Our View: Summer Phelps report illustrates need for reform
The child fatality review in the Summer Phelps case punctuates the state’s arduous journey in reforming the way it goes about protecting vulnerable children. Before the 4-year-old girl’s horrible death at the hands of her father in March 2007, Washington’s child welfare system had endured a failed federal audit, a class-action lawsuit by former foster children and other high-profile fatalities.
Robin Arnold-Williams has come and gone as director of the Department of Social and Health Services, and Cheryl Stephani, former director of the state’s Children Administration, has also moved on. Both arrived in 2005 amid controversies. The previous Children’s Administration director lasted only 19 months.
It’s tough work overseeing the fallout from so many broken families, but the state must remain vigilant. The Summer Phelps review highlights weaknesses in the system and offers recommendations that DSHS says it is already following. It is still hard to believe that the child’s abuse went undetected. A veteran pediatrician testified that she’d never seen a child as bruised as her, nor had she heard of a child being shocked with a dog collar or punished with underwater dunkings.
The review states that all agencies that help at-risk kids weren’t communicating with one another. For instance, nurses and others checking up on stepmother Adriana Lytle and her newborn baby were unaware of the case history involving Summer. Systemic constraints blocked such information sharing. In addition, Child Protective Services supervisors didn’t review every referral, which hindered their ability to spot patterns.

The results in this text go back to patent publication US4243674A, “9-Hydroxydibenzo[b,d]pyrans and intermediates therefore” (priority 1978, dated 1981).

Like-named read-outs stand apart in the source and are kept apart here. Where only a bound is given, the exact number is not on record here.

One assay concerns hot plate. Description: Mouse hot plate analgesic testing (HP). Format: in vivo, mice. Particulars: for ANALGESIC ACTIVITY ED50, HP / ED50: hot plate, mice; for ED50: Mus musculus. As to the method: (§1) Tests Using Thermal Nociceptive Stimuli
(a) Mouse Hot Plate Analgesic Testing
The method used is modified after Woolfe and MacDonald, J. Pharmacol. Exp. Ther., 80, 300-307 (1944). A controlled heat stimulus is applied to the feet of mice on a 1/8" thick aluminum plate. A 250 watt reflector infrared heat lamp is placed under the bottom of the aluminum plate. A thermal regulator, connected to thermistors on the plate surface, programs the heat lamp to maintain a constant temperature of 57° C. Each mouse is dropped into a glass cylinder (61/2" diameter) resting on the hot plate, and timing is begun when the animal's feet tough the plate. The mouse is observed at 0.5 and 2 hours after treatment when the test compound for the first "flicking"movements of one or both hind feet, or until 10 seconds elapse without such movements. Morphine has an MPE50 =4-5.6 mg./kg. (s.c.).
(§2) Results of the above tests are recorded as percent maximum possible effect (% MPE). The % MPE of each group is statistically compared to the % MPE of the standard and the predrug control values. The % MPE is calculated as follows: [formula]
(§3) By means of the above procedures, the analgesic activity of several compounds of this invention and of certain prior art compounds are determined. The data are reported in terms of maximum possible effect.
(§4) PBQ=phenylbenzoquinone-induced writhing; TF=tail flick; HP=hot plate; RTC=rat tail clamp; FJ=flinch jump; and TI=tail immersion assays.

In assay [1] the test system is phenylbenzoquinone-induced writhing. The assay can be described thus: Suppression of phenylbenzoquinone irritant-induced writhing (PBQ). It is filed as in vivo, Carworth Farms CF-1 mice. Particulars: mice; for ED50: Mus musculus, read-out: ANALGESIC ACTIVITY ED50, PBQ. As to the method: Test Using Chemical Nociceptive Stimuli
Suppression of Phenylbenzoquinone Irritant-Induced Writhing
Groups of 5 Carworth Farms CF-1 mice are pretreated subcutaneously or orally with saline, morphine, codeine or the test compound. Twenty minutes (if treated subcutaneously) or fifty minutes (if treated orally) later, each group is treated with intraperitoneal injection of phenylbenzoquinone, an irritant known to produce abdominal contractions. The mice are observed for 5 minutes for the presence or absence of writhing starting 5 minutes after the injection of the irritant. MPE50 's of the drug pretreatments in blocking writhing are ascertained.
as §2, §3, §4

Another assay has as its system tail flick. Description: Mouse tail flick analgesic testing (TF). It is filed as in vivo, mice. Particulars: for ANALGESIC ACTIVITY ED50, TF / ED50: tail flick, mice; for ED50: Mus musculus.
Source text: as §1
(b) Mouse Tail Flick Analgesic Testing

DSHS’ changes in these areas should help, and so should legislative action from last year requiring that the Office of the Family and Children’s Ombudsman be notified when a child nearly dies within a year of receiving state welfare services. In addition, a new law requires DSHS to inform a child’s guardian ad litem (a court-appointed overseer) when there has been a report of abuse or neglect.
But the state still faces an uphill battle, with CPS workers carrying caseloads above the recommended level and little prospect of new hires in a challenging budget year. In January, Mary Meinig, director of the Office of the Family and Children’s Ombudsman, announced a record number of complaints about DSHS in a report covering 2007 and 2008.
One in eight complaints in 2007 and one in five in 2008 were deemed valid, meaning that Meinig’s office found that DSHS violated a law or policy or acted unreasonably. One of the chief complaints is that the agency is slow to reunify families. She called for speedier placements of vulnerable children in stable homes, preferably with relatives.
The fact that there are publicly accessible online reviews of difficult cases shows that the state is taking the issue seriously. There has been progress, but the journey never ends.